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Is Every Commercial Office Property in Trouble?

Why Not All Office Space Is Created Equal

Midway through 2023, media coverage of the challenges many commercial office real estate owners are confronting has reached a feverish level. One may wonder if the sector’s current low vacancy rates and refinancing requirements will ultimately bring down our entire economy. We think not.

It's important for potential individual investors to recognize that not all commercial office real estate is created equal. For example, one might think two class-A office buildings* in a major metropolitan location would provide similar investment returns. But variables that include acquisition dates, purchase amounts, loan terms, tenant strength, rent rolls, and projected hold times can influence a property’s performance and investment returns.

If you have clients who are considering a private real estate allocation, it's helpful that they understand the investment profiles and strategies of the underlying property or properties. For office properties today, investment managers that pursue a conservative “core” strategy with low loan-to-value ratios and that have long weighted average fixed lease terms may carry significantly lower risk than other properties that are more opportunistic.

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We believe the best way to highlight the potential advantages of a core private real estate** strategy is to look at the NFI-ODCE index. The index is composed of a select group of premier institutional investment managers who adhere to very strict investment standards, diversify across the property spectrum, and invest in high-quality class-A properties across the Country.

Mitigating Risk in Today’s Market Cycle

We believe the office properties in the NFI-ODCE Index may be buffered from many of the issues facing other office landlords today, for these reasons:

  • The properties in the Index are required to be core real estate assets which are generally considered the most conservative type of commercial real estate that investors can own. Core strategy managers focus on acquiring and managing high-quality class-A properties diversified geographically across property sectors within strong economies. Core properties usually require very little maintenance and typically are positioned to mitigate refinance risk by using long term fixed rate debt and long weighted average lease terms (WALTs).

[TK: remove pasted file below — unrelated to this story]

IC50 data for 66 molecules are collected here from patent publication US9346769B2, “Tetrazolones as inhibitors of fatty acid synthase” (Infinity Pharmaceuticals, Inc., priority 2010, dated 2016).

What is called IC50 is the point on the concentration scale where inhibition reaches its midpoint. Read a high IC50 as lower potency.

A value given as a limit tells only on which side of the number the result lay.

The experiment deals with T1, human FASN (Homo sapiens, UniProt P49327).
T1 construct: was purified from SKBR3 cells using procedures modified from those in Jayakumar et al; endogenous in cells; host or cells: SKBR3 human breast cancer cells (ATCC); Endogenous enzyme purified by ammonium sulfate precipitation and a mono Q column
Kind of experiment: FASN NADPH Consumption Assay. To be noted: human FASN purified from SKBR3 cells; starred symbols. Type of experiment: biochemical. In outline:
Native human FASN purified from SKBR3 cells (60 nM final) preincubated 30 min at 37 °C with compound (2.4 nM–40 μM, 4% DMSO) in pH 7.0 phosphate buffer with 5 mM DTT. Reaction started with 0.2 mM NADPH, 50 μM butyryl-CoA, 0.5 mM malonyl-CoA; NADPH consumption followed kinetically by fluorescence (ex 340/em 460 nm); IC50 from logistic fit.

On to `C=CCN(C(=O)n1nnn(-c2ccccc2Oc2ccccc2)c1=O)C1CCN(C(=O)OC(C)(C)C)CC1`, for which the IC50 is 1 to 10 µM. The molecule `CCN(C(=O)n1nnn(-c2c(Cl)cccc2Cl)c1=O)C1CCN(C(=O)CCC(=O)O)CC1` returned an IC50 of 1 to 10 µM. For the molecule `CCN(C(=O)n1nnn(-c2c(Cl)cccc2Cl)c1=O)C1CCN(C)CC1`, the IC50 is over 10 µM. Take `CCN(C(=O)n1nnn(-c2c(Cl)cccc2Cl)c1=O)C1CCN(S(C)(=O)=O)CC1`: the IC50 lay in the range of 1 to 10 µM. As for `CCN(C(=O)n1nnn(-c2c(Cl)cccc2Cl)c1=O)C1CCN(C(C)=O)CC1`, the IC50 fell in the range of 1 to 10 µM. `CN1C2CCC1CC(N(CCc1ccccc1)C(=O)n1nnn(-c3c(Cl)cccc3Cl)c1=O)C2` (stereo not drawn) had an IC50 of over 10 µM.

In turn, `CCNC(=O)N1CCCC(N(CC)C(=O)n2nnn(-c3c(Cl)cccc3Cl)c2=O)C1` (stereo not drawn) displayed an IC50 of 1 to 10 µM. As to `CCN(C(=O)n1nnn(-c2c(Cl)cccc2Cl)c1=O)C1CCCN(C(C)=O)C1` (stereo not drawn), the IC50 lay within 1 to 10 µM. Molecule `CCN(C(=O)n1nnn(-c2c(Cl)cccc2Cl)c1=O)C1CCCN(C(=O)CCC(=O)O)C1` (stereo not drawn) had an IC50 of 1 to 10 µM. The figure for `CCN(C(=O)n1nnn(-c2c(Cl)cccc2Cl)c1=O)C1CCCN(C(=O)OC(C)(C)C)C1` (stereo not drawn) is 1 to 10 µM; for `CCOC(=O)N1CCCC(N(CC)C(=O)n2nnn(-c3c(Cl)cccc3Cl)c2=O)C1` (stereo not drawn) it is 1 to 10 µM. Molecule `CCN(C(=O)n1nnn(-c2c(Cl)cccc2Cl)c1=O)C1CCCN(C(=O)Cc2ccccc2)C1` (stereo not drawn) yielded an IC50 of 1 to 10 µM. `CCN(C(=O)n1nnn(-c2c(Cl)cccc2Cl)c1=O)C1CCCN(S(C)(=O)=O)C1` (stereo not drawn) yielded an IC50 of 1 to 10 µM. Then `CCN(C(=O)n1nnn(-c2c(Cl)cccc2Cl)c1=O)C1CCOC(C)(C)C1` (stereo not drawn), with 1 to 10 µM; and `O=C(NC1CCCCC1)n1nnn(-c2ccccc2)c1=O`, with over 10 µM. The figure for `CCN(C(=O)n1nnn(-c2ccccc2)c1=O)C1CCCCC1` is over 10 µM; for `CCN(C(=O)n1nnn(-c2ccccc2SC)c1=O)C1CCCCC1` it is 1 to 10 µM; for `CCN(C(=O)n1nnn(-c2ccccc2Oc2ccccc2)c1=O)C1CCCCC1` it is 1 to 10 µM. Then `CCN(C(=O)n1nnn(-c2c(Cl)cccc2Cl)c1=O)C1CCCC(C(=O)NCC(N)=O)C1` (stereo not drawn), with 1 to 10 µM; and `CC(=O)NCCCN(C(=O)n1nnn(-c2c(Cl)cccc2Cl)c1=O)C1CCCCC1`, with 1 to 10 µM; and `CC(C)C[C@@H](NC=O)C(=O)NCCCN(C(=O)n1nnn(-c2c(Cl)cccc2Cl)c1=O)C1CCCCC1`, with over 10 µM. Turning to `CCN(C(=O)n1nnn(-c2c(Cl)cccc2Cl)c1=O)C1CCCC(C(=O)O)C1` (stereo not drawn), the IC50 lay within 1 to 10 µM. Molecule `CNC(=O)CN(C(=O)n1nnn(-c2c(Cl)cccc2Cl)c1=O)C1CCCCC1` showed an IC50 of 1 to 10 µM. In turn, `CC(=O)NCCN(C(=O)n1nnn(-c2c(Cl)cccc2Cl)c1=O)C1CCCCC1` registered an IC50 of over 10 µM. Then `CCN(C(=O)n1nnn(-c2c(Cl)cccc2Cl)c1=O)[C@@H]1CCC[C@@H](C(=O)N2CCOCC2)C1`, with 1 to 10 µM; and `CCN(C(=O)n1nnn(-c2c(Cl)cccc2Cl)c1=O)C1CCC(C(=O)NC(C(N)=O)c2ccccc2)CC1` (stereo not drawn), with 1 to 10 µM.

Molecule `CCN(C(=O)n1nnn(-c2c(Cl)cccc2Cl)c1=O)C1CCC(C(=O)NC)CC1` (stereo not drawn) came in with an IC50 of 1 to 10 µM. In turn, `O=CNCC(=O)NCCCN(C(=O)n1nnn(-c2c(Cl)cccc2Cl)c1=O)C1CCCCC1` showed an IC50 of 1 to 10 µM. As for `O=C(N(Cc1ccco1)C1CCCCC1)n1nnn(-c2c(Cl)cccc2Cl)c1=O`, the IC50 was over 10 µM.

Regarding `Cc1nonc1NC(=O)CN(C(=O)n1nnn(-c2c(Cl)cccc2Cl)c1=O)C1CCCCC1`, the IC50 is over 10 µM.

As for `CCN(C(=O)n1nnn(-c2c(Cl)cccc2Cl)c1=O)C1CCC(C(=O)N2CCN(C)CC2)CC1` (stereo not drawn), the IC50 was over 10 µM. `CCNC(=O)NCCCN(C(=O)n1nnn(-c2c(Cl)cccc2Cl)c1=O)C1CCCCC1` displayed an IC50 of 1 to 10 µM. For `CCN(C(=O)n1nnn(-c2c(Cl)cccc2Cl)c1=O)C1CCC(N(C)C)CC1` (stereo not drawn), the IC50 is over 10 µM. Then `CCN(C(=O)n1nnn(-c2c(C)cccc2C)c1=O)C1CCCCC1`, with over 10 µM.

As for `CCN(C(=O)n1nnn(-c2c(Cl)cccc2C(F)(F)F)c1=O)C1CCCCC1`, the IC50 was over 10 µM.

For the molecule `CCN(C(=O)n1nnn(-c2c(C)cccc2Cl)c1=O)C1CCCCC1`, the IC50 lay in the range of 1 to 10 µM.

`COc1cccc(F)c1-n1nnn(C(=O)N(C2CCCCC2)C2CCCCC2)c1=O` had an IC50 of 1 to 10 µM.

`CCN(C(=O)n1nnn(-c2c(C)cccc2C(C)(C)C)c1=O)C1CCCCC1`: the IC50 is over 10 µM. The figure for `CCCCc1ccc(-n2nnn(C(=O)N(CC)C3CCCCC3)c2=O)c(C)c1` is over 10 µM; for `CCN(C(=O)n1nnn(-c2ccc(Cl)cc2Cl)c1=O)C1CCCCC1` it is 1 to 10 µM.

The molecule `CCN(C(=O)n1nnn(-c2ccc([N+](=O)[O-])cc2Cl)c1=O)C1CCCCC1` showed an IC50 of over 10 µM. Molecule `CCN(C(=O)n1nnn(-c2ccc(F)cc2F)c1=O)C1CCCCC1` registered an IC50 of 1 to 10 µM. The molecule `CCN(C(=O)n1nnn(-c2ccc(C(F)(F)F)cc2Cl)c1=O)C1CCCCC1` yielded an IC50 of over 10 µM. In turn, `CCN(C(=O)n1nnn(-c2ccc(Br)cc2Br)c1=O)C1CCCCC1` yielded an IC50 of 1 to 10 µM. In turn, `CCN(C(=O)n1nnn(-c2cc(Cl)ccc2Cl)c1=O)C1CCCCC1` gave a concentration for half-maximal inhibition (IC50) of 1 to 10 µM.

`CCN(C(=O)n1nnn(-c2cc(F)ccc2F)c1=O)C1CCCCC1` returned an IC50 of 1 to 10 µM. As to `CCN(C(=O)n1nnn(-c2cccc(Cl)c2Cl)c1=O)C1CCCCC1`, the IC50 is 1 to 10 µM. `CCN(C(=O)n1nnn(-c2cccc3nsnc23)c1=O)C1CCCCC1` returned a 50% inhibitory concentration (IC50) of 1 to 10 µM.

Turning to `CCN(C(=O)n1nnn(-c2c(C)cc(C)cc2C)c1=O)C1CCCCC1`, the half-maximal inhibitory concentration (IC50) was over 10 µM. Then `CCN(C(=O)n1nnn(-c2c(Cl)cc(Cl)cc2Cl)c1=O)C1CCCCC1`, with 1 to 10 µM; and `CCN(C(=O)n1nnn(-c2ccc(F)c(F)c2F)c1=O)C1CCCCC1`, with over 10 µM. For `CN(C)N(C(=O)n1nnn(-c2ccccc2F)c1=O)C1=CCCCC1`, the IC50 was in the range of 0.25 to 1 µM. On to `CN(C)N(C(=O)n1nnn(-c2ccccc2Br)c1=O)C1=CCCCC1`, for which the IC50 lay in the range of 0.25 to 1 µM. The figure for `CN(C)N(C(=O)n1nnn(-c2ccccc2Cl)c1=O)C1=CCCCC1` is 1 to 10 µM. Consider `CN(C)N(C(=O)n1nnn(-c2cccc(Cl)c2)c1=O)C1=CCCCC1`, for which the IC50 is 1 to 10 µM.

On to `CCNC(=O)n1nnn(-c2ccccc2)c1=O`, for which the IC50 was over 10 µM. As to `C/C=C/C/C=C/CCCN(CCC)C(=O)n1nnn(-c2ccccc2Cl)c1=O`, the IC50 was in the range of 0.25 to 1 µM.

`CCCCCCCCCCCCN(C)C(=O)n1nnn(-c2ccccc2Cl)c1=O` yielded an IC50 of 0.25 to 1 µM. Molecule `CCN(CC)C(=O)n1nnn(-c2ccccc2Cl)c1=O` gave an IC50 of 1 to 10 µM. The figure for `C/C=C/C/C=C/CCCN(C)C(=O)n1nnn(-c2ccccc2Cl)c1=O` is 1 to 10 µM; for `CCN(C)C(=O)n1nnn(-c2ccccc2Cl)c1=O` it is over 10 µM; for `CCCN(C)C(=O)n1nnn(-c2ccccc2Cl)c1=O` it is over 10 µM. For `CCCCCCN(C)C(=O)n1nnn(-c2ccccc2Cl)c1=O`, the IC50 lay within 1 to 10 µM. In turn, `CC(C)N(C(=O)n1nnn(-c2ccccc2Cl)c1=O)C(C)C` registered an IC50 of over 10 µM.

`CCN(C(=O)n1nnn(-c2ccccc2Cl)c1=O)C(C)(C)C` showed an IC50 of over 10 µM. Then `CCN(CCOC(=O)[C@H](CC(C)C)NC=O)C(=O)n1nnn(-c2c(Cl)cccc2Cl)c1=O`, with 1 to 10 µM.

• The office properties represented in the NFI-ODCE index are often premier trophy assets located in tier one cities that are developed, generally supported by strong economies, and have high occupancy rates. The average size of an office property in the ODCE Index is currently over $120 million dollars which typically means the lenders for these assets are large, established institutional firms rather than regional banks whose balance sheets are under current scrutiny.
  • Low leverage is a characteristic of core real estate investing. The average office loan-to-value (LTV) in the NFI-ODCE Index is remarkably low at 23%. Lower leverage may help ensure a manager will be able to make timely loan payments even if occupancy rates decline. In addition, over 70% of the office property loans in the index are longer-term fixed rate maturities. And the average weighted lease maturity for the office sector in NFI-ODCE is over five years.

Office LTV_Accordant  BLOG 8 17 TOSource: IDR, NFI-ODCE Index. Chart depicts the distribution of property-level LTV for office assets held within ODCE. Data as of 1Q 2023.


Many advisors consider private real estate a strategic allocation that should hold a permanent position in many of their clients’ investment portfolios. These advisors understand that the commercial real estate industry goes through cycles (expansion, over-supply, recession, and recovery) much like the economy does. And certain sectors may be more susceptible to down-cycle environments, like today, than others. Commercial office property owners might attest to that.

Yet, as with any private real estate investment, it’s important for you to “know what you own” when considering a portfolio allocation for your clients. By fairly evaluating the conditions impacting the performance of the office sector and underlying strategies of the investment manager, you will readily see that not all commercial office space is created equal. And in an environment like today, where the office sector is certainly stressed, investment managers who are skilled at executing core strategies are those most likely to weather the current environment and be better positioned than others when the industry moves toward recovery.

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*Class A office buildings are prestigious buildings competing for premier office users with rents above average for the area. Buildings have high quality standard finishes, state of the art systems, exceptional accessibility and a definite market presence. https://www.google.com/url?q=https://www.boma.org/BOMA/Research-Resources/Industry_Resources/BuildingClassDefinitions.aspx&sa=D&source=editors&ust=1692121378497207&usg=AOvVaw2F1d79VNVKDWhdJ1RJSFiD

**Core is the most conservative of the four common real estate investment strategies. A core strategy is characterized by ownership of stable, premier U.S. commercial properties with low leverage and high occupancy rates.

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